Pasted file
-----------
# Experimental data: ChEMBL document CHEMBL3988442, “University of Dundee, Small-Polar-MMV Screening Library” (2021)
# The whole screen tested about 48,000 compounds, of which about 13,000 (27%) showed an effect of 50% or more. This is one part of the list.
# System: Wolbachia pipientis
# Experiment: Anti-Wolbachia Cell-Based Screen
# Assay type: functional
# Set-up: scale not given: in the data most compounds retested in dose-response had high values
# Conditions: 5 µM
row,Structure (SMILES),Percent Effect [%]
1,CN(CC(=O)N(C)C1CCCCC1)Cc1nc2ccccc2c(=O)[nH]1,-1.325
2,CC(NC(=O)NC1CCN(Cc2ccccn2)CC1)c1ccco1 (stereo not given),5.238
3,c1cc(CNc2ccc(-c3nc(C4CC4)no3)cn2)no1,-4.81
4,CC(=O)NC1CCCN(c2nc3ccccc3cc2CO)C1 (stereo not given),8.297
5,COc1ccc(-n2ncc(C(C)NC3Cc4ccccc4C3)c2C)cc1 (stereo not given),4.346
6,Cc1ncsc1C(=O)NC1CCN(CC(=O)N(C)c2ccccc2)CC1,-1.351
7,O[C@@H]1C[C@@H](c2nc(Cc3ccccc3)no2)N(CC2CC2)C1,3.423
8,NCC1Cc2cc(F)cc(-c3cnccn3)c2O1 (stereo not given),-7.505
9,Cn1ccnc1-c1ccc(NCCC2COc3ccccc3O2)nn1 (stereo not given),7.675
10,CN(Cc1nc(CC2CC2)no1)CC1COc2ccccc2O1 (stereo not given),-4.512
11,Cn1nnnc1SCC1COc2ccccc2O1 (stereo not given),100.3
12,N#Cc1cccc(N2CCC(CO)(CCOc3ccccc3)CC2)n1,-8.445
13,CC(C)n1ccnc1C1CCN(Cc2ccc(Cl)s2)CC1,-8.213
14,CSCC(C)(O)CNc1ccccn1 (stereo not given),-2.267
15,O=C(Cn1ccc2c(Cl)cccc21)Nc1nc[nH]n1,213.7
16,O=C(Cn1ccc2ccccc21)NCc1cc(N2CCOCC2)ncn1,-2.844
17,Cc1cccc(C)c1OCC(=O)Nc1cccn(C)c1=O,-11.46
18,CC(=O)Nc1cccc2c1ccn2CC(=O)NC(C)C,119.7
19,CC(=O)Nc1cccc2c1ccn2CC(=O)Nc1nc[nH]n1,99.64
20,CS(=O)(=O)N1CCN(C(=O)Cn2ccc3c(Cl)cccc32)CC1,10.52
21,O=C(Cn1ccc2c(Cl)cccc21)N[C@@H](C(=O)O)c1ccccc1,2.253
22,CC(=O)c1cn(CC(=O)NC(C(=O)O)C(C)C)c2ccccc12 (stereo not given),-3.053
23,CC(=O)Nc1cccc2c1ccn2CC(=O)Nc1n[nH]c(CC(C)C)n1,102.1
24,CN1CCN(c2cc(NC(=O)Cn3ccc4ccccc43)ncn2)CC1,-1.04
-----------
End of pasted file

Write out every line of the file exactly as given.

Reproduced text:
# Experimental data: ChEMBL document CHEMBL3988442, “University of Dundee, Small-Polar-MMV Screening Library” (2021)
# The whole screen tested about 48,000 compounds, of which about 13,000 (27%) showed an effect of 50% or more. This is one part of the list.
# System: Wolbachia pipientis
# Experiment: Anti-Wolbachia Cell-Based Screen
# Assay type: functional
# Set-up: scale not given: in the data most compounds retested in dose-response had high values
# Conditions: 5 µM
row,Structure (SMILES),Percent Effect [%]
1,CN(CC(=O)N(C)C1CCCCC1)Cc1nc2ccccc2c(=O)[nH]1,-1.325
2,CC(NC(=O)NC1CCN(Cc2ccccn2)CC1)c1ccco1 (stereo not given),5.238
3,c1cc(CNc2ccc(-c3nc(C4CC4)no3)cn2)no1,-4.81
4,CC(=O)NC1CCCN(c2nc3ccccc3cc2CO)C1 (stereo not given),8.297
5,COc1ccc(-n2ncc(C(C)NC3Cc4ccccc4C3)c2C)cc1 (stereo not given),4.346
6,Cc1ncsc1C(=O)NC1CCN(CC(=O)N(C)c2ccccc2)CC1,-1.351
7,O[C@@H]1C[C@@H](c2nc(Cc3ccccc3)no2)N(CC2CC2)C1,3.423
8,NCC1Cc2cc(F)cc(-c3cnccn3)c2O1 (stereo not given),-7.505
9,Cn1ccnc1-c1ccc(NCCC2COc3ccccc3O2)nn1 (stereo not given),7.675
10,CN(Cc1nc(CC2CC2)no1)CC1COc2ccccc2O1 (stereo not given),-4.512
11,Cn1nnnc1SCC1COc2ccccc2O1 (stereo not given),100.3
12,N#Cc1cccc(N2CCC(CO)(CCOc3ccccc3)CC2)n1,-8.445
13,CC(C)n1ccnc1C1CCN(Cc2ccc(Cl)s2)CC1,-8.213
14,CSCC(C)(O)CNc1ccccn1 (stereo not given),-2.267
15,O=C(Cn1ccc2c(Cl)cccc21)Nc1nc[nH]n1,213.7
16,O=C(Cn1ccc2ccccc21)NCc1cc(N2CCOCC2)ncn1,-2.844
17,Cc1cccc(C)c1OCC(=O)Nc1cccn(C)c1=O,-11.46
18,CC(=O)Nc1cccc2c1ccn2CC(=O)NC(C)C,119.7
19,CC(=O)Nc1cccc2c1ccn2CC(=O)Nc1nc[nH]n1,99.64
20,CS(=O)(=O)N1CCN(C(=O)Cn2ccc3c(Cl)cccc32)CC1,10.52
21,O=C(Cn1ccc2c(Cl)cccc21)N[C@@H](C(=O)O)c1ccccc1,2.253
22,CC(=O)c1cn(CC(=O)NC(C(=O)O)C(C)C)c2ccccc12 (stereo not given),-3.053
23,CC(=O)Nc1cccc2c1ccn2CC(=O)Nc1n[nH]c(CC(C)C)n1,102.1
24,CN1CCN(c2cc(NC(=O)Cn3ccc4ccccc43)ncn2)CC1,-1.04